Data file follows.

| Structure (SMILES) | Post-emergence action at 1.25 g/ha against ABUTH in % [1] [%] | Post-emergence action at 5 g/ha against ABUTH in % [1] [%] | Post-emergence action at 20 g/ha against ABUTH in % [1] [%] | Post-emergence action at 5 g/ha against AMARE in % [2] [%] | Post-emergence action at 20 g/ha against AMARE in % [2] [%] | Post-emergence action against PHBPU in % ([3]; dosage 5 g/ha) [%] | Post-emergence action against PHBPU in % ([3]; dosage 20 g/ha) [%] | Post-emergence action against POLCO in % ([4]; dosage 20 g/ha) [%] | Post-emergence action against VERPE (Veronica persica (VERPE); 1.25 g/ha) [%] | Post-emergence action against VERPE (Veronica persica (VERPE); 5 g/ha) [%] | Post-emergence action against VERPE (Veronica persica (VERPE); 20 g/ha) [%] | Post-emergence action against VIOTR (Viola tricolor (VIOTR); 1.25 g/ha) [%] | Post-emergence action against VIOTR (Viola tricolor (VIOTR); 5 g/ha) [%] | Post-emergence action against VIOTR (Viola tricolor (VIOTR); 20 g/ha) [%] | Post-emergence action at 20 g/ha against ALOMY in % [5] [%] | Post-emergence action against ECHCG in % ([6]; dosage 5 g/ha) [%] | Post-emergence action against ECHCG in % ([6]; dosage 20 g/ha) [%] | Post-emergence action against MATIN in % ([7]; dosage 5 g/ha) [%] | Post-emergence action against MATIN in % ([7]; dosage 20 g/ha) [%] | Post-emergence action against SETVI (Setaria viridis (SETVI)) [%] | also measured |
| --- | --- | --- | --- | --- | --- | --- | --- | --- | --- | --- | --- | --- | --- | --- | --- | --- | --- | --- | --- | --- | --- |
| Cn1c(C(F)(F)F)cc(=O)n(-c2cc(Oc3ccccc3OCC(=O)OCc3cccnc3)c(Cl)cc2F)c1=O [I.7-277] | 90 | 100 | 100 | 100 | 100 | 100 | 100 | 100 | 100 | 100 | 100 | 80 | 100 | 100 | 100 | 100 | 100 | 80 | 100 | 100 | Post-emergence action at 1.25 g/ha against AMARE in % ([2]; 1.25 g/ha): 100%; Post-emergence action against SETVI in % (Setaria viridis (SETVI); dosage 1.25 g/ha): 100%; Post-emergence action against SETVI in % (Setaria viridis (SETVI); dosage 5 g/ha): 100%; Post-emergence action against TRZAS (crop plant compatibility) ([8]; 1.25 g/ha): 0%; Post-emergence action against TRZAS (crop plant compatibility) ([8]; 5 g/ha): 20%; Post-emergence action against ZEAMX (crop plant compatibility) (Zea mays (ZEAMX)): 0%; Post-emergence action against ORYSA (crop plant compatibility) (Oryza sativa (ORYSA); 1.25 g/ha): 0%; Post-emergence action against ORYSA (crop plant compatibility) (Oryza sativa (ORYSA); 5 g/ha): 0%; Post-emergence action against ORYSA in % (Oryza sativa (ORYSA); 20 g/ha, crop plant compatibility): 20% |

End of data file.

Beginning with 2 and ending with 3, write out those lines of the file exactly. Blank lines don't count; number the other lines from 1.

| --- | --- | --- | --- | --- | --- | --- | --- | --- | --- | --- | --- | --- | --- | --- | --- | --- | --- | --- | --- | --- | --- |
| Cn1c(C(F)(F)F)cc(=O)n(-c2cc(Oc3ccccc3OCC(=O)OCc3cccnc3)c(Cl)cc2F)c1=O [I.7-277] | 90 | 100 | 100 | 100 | 100 | 100 | 100 | 100 | 100 | 100 | 100 | 80 | 100 | 100 | 100 | 100 | 100 | 80 | 100 | 100 | Post-emergence action at 1.25 g/ha against AMARE in % ([2]; 1.25 g/ha): 100%; Post-emergence action against SETVI in % (Setaria viridis (SETVI); dosage 1.25 g/ha): 100%; Post-emergence action against SETVI in % (Setaria viridis (SETVI); dosage 5 g/ha): 100%; Post-emergence action against TRZAS (crop plant compatibility) ([8]; 1.25 g/ha): 0%; Post-emergence action against TRZAS (crop plant compatibility) ([8]; 5 g/ha): 20%; Post-emergence action against ZEAMX (crop plant compatibility) (Zea mays (ZEAMX)): 0%; Post-emergence action against ORYSA (crop plant compatibility) (Oryza sativa (ORYSA); 1.25 g/ha): 0%; Post-emergence action against ORYSA (crop plant compatibility) (Oryza sativa (ORYSA); 5 g/ha): 0%; Post-emergence action against ORYSA in % (Oryza sativa (ORYSA); 20 g/ha, crop plant compatibility): 20% |